WASHINGTON - As coronavirus cases, hospitalizations and deaths continue to surge in the United States, a new study shows unvaccinated people are nearly 11 times more likely to die from COVID-19, and about as likely to be hospitalized with the coronavirus, according to the U.S. Centers for Disease Control and Prevention.
The study, released by the CDC, looked at more than 600,000 COVID-19 cases, hospitalizations and deaths in 13 states between April and July.
During the studied time period, a total of 92% of COVID-19 cases, 92% of hospitalizations and 91% of COVID-19–associated deaths were reported among persons not fully vaccinated. Meanwhile, 8% of cases, 8% of hospitalizations and 9% of deaths were reported among fully vaccinated persons in the 13 jurisdictions.
"Getting vaccinated protects against severe illness from COVID-19, including the Delta variant. Monitoring COVID-19 incidence by vaccination status might provide early signals of potential changes in vaccine effectiveness that can be confirmed through robust controlled studies," the study authors wrote.
CDC Director Dr. Rochelle Walensky said in a briefing Friday that researchers "found further evidence of the power of vaccination."
"Looking at cases over the past two months when the delta variant was the predominant variant circulating in this country, those who were under-vaccinated were about four-and-a-half times more likely to get COVID-19, over 10 times more likely to be hospitalized and 11 times more likely to die from the disease," Walensky said.
This study was released on the heels of President Joe Biden’s speech Thursday in which the president announced sweeping new federal vaccine requirements affecting as many as 100 million Americans in an all-out effort to increase COVID-19 vaccinations and curb the surging delta variant.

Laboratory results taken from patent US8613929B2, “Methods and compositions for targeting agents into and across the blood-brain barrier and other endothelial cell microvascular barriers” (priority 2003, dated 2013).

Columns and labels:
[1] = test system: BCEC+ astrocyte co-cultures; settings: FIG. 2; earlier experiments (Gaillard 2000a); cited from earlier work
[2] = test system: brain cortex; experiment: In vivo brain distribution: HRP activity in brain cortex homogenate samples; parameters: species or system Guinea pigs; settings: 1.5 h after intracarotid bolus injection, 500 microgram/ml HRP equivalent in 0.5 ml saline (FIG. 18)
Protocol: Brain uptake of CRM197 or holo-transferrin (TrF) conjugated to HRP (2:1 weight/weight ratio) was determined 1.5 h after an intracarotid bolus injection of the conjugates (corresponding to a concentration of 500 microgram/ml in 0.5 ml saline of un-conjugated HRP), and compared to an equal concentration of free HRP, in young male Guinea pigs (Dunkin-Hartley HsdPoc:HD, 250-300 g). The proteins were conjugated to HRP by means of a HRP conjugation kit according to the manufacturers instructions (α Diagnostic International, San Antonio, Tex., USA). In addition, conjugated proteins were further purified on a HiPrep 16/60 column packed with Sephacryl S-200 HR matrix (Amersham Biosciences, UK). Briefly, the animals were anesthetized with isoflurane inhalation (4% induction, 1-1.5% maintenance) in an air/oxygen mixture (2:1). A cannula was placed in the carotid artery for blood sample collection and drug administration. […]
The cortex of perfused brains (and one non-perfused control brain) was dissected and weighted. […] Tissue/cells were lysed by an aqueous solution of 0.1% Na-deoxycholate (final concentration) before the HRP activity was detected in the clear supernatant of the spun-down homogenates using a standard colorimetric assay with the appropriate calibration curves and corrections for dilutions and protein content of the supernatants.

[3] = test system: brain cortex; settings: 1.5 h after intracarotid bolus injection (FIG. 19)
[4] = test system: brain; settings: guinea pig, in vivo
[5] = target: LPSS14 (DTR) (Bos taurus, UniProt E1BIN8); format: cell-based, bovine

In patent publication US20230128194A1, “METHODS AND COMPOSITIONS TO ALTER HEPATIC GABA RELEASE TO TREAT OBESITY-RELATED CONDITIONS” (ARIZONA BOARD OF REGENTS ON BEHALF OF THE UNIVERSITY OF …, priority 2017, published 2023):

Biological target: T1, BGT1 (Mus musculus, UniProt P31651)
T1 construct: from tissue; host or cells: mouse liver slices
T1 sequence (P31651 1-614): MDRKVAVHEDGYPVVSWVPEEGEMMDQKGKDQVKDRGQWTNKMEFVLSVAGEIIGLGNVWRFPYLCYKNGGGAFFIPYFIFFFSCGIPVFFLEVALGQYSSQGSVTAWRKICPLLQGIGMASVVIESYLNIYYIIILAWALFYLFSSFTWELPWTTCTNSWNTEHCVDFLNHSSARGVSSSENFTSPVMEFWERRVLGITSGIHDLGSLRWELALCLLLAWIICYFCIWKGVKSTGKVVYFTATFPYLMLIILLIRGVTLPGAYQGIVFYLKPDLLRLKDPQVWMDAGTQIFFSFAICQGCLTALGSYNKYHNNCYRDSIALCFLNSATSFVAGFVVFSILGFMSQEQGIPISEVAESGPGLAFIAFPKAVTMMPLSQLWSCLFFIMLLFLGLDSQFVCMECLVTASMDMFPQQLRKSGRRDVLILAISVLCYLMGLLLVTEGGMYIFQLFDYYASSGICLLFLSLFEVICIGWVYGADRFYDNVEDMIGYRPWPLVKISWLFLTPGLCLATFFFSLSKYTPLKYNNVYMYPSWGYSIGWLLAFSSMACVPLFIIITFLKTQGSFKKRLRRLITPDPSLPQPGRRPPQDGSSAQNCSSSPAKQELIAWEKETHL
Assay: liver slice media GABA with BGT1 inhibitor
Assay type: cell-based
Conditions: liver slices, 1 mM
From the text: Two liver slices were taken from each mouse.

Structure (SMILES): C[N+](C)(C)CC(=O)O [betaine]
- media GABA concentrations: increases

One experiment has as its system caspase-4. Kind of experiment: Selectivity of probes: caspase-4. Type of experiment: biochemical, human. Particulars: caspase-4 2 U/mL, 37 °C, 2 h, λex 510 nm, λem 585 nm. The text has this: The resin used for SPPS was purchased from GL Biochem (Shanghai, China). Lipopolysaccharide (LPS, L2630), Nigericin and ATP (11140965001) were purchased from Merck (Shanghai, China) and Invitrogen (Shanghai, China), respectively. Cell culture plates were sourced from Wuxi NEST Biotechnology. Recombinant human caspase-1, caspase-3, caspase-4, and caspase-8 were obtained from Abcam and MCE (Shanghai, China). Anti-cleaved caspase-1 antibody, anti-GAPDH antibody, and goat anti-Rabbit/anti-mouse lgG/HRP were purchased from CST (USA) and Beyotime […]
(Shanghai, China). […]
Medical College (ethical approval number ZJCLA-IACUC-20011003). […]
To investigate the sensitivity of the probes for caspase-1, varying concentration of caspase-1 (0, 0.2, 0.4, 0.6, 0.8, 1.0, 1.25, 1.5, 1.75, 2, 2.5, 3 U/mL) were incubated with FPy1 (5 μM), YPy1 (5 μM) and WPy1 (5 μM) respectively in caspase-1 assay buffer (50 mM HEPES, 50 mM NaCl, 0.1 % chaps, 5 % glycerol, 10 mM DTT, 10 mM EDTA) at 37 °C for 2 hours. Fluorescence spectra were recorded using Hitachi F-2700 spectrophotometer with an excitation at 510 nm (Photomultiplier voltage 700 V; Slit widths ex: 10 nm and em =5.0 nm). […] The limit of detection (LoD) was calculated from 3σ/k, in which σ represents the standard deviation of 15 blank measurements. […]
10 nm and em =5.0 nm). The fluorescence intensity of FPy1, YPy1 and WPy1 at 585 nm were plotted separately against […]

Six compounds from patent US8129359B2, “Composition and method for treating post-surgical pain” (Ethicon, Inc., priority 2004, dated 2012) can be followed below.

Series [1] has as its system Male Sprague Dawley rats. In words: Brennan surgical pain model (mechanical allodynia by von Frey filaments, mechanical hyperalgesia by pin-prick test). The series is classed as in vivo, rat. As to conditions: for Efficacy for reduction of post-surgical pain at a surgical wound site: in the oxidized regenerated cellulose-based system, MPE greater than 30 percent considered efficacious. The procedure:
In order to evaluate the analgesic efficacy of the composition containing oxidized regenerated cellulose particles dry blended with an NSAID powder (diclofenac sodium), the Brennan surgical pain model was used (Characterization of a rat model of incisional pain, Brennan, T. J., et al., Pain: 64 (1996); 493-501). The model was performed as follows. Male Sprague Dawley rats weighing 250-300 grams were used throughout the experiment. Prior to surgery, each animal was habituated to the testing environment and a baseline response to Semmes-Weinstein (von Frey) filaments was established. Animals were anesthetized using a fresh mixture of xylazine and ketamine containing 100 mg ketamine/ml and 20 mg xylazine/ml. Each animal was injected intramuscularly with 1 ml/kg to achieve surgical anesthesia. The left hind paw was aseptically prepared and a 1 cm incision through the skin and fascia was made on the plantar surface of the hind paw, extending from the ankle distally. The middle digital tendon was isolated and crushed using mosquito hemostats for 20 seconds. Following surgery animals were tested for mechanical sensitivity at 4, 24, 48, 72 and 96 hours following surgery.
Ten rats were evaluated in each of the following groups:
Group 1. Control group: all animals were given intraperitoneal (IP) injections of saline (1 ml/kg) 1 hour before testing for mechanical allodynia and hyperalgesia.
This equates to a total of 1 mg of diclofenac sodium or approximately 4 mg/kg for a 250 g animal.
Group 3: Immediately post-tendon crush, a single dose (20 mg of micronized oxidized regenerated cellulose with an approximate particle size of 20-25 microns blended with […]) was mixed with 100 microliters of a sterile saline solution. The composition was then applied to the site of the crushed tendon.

Speaking at the White House, Biden sharply criticized the roughly 80 million Americans who are not yet vaccinated, despite months of availability and incentives. Biden once again called it "the pandemic of the unvaccinated."
"We’ve been patient. But our patience is wearing thin, and your refusal has cost all of us," he continued.
Walensky said the CDC would continue to strive for increased vaccination rates across the country by "working with local communities and trusted messengers and providing vaccine confidence to make sure that people have the information they need to make an informed decision about vaccination."
"The bottom line is this: We have designed the tools we need to turn the corner on this pandemic. Vaccination works and will protect us from the severe complications of COVID-19. It will protect our children and allow them to stay in school for safe in-person learning," Walensky said.
This study was reported from Los Angeles.